(Last Updated On: October 30, 2018)

Authors: Patricia Anne Nicole O. Ramirez, MD, Cyryl Rae Benjamine S. Rejuso-Kalbit, MD, Barbara Ellen T. Marcelo, MD, Milali R. Torres, MD, FPDS

Abstract

Introduction: Pachydermoperiostosis or primary hypertrophic osteoarthropathy is a rare, genetic syndrome with familial and idiopathic forms characterized by progressive joint effusion associated with pachydermia, periostosal proliferation of the long bones, and finger clubbing. This condition presents with distinctive thickening and furrowing of the skin of the scalp, forehead and cheeks, enlargement of the distal parts of the extremities, excessive sweating, and severe seborrhea of the scalp and face.

Case Summary: This is a case of a 27-year old male with a 10-year history of acne, seborrhea, joint pains, enlargement of the wrists, fingers, knees and ankles, and palmoplantar hyperhidrosis. He also noted the development of thickened and furrowed skin of the forehead, cheeks and scalp. Histopathology results were consistent with pachydermoperiostosis. The patient responded well to oral isotretinoin at a dose of 0.5mg/kg/day. He also underwent forehead rhytidectomy under the plastic surgery service, with noted improvement of the furrows on his forehead. He is maintained on oral retinoids.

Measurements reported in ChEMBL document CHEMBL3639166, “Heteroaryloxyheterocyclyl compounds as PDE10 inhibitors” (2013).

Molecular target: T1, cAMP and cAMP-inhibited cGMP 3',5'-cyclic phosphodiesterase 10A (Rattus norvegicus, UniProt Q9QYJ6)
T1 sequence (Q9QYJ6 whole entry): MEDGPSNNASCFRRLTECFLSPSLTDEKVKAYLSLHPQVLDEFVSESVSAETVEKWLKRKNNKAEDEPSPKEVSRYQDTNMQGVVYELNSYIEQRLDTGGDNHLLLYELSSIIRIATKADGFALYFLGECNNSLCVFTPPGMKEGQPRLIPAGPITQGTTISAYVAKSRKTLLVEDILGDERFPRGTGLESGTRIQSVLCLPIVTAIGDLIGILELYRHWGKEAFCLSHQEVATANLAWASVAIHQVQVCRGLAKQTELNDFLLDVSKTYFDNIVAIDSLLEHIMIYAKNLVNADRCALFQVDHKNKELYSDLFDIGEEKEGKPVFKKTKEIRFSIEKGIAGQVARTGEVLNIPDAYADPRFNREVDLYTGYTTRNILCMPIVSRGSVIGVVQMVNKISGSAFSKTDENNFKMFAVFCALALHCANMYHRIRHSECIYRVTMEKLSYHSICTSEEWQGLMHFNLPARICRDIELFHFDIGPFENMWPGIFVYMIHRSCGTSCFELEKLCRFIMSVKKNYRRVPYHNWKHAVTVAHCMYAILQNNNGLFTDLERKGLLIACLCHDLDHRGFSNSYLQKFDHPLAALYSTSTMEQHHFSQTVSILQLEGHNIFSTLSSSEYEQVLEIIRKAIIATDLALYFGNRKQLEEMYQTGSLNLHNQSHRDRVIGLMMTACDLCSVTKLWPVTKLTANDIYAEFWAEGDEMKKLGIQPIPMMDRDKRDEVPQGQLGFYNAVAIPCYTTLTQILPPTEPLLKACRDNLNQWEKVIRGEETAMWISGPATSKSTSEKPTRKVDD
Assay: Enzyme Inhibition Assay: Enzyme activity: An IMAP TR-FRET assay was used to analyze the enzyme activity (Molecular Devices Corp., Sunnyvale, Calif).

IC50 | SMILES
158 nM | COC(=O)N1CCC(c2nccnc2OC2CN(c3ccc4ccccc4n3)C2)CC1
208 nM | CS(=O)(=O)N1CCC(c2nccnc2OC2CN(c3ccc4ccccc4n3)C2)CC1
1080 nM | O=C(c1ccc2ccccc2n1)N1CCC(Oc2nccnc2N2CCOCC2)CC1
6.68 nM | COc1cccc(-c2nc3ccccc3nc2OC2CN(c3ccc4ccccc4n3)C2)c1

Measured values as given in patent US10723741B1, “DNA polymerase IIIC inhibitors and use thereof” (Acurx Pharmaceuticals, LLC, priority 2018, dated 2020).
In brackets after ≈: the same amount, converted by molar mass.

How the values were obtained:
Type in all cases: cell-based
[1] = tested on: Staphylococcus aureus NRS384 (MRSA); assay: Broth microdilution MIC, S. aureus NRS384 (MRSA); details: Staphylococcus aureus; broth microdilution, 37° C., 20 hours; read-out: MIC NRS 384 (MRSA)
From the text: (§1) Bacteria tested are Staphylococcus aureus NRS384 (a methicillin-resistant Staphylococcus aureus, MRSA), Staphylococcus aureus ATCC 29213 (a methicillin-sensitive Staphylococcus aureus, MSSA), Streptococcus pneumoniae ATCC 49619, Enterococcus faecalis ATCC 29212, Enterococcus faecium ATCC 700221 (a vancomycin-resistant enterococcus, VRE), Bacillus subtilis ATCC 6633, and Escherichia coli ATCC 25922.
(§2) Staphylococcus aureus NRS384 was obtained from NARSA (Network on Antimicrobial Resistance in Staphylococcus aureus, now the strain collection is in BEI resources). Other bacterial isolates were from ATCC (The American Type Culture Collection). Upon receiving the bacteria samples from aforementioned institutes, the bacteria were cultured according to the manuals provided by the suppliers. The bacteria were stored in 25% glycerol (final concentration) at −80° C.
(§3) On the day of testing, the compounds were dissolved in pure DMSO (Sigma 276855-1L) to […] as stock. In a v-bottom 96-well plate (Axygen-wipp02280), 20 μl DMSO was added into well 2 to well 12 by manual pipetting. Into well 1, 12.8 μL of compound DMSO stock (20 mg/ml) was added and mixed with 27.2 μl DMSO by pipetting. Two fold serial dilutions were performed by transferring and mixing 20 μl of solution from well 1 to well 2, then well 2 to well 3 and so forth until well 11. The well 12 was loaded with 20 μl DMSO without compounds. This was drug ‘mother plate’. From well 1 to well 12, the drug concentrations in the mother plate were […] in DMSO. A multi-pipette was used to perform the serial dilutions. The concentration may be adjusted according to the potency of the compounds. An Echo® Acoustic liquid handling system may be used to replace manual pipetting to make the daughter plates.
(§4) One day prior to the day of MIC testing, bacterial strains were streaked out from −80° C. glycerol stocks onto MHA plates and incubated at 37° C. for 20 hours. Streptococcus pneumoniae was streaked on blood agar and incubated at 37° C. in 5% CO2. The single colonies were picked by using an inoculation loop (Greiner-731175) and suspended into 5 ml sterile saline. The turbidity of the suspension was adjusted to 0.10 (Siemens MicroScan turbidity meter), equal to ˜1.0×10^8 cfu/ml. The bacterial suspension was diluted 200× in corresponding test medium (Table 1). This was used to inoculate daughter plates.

Conclusion: The typical course of this disease is self-limited as it appears in adolescence, progresses for a number of years, and stabilizes, without diminishing life expectancy. However, once disease has stabilized, patients are left with significant cosmetic morbidity. As physicians it is always our aim to improve the patient’s quality of life. In cooperation with other subspecialties, I believe that it is possible to address the varying issues of our patients. In our case, treatment has been mainly focused on the control of sebum production and cosmetic improvement by plastic surgery.

 

Citation

 

Keywords

pachyderma, pachydermoperiostosis, primary hypertrophic osteoarthropathy

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